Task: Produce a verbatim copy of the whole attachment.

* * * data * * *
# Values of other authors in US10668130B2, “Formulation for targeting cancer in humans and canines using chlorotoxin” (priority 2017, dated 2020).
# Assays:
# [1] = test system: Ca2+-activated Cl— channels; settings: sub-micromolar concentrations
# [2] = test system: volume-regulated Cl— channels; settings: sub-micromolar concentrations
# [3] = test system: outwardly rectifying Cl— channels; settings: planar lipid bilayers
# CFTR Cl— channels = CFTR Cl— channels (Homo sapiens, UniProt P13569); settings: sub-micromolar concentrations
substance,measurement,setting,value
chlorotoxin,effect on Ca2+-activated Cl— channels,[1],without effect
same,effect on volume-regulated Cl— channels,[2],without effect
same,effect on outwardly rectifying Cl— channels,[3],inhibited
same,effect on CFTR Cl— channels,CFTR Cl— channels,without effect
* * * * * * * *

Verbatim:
# Values of other authors in US10668130B2, “Formulation for targeting cancer in humans and canines using chlorotoxin” (priority 2017, dated 2020).
# Assays:
# [1] = test system: Ca2+-activated Cl— channels; settings: sub-micromolar concentrations
# [2] = test system: volume-regulated Cl— channels; settings: sub-micromolar concentrations
# [3] = test system: outwardly rectifying Cl— channels; settings: planar lipid bilayers
# CFTR Cl— channels = CFTR Cl— channels (Homo sapiens, UniProt P13569); settings: sub-micromolar concentrations
substance,measurement,setting,value
chlorotoxin,effect on Ca2+-activated Cl— channels,[1],without effect
same,effect on volume-regulated Cl— channels,[2],without effect
same,effect on outwardly rectifying Cl— channels,[3],inhibited
same,effect on CFTR Cl— channels,CFTR Cl— channels,without effect